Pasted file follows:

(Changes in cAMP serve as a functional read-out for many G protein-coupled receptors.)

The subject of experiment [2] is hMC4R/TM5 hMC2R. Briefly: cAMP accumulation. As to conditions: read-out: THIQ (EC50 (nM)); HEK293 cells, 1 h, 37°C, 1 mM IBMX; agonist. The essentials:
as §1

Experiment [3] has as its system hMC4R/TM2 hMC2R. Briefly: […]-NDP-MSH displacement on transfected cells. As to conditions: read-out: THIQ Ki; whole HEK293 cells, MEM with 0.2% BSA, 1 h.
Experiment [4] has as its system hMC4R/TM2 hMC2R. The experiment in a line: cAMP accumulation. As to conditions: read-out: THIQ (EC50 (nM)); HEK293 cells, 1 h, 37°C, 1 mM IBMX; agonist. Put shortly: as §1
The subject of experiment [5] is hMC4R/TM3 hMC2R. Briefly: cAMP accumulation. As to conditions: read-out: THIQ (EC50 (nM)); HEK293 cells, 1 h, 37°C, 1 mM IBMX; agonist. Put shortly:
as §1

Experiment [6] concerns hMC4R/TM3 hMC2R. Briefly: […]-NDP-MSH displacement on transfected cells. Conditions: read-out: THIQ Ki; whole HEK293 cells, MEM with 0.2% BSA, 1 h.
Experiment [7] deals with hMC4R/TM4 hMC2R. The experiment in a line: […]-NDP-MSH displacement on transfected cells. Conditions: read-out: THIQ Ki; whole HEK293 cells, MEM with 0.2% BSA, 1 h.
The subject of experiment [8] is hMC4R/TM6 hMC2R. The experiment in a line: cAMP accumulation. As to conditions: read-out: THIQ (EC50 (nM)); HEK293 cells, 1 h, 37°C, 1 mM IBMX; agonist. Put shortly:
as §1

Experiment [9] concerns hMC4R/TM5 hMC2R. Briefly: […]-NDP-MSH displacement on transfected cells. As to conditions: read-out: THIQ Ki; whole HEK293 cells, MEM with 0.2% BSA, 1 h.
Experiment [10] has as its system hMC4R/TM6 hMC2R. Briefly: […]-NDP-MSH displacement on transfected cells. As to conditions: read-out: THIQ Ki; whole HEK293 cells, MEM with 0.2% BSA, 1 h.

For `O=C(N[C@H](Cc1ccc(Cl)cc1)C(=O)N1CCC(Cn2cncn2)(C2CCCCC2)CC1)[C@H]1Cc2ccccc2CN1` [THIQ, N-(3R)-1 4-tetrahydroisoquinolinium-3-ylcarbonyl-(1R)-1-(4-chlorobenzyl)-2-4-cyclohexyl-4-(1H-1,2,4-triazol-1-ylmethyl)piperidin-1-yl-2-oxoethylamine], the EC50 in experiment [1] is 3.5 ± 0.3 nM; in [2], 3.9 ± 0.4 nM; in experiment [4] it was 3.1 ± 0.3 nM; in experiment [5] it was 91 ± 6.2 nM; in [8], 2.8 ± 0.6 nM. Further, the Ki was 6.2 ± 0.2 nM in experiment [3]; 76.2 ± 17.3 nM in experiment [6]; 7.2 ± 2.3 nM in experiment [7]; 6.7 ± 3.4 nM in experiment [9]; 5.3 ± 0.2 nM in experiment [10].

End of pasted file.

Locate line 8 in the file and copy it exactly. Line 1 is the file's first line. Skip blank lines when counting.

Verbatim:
Experiment [6] concerns hMC4R/TM3 hMC2R. Briefly: […]-NDP-MSH displacement on transfected cells. Conditions: read-out: THIQ Ki; whole HEK293 cells, MEM with 0.2% BSA, 1 h.